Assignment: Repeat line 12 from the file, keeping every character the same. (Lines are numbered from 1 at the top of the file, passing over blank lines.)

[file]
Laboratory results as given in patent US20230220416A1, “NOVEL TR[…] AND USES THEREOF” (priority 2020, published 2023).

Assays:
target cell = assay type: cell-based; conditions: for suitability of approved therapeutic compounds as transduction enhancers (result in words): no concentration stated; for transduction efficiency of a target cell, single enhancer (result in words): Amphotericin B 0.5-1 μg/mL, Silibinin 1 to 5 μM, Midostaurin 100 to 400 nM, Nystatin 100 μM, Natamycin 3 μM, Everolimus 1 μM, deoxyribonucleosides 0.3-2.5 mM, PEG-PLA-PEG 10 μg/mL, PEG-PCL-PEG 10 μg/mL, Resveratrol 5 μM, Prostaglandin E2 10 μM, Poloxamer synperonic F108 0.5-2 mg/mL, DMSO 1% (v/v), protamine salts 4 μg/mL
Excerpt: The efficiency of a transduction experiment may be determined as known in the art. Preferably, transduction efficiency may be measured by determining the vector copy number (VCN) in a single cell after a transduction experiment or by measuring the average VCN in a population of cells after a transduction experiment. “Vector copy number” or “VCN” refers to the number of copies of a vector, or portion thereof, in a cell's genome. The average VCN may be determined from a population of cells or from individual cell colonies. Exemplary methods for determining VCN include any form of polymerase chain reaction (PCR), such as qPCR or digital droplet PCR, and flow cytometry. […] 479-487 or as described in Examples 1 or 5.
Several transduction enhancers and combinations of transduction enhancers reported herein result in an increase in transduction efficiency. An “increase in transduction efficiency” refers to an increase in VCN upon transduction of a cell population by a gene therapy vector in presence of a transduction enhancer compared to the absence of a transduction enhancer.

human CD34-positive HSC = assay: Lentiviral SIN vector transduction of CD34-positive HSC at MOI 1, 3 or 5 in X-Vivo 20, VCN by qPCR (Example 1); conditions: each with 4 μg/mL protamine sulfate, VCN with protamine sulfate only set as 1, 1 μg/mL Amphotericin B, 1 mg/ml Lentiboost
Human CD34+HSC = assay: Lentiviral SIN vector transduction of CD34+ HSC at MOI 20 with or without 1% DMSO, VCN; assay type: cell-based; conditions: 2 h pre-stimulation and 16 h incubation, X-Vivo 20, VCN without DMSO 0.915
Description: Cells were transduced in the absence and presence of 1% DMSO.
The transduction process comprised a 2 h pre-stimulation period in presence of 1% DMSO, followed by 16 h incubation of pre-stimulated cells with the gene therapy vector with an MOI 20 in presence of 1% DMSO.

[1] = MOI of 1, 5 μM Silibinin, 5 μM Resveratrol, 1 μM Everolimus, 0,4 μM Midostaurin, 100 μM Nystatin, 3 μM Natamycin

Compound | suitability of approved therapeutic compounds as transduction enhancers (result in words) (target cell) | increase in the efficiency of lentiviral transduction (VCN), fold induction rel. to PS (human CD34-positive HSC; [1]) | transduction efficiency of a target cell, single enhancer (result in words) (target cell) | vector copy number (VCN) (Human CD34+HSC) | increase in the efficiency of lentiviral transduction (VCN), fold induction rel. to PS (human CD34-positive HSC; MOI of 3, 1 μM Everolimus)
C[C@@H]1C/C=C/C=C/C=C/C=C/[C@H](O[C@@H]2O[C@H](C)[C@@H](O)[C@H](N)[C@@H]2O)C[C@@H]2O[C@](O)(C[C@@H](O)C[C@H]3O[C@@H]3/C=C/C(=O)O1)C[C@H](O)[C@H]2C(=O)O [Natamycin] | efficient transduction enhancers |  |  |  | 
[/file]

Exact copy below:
C[C@@H]1C/C=C/C=C/C=C/C=C/[C@H](O[C@@H]2O[C@H](C)[C@@H](O)[C@H](N)[C@@H]2O)C[C@@H]2O[C@](O)(C[C@@H](O)C[C@H]3O[C@@H]3/C=C/C(=O)O1)C[C@H](O)[C@H]2C(=O)O [Natamycin] | efficient transduction enhancers |  |  |  | 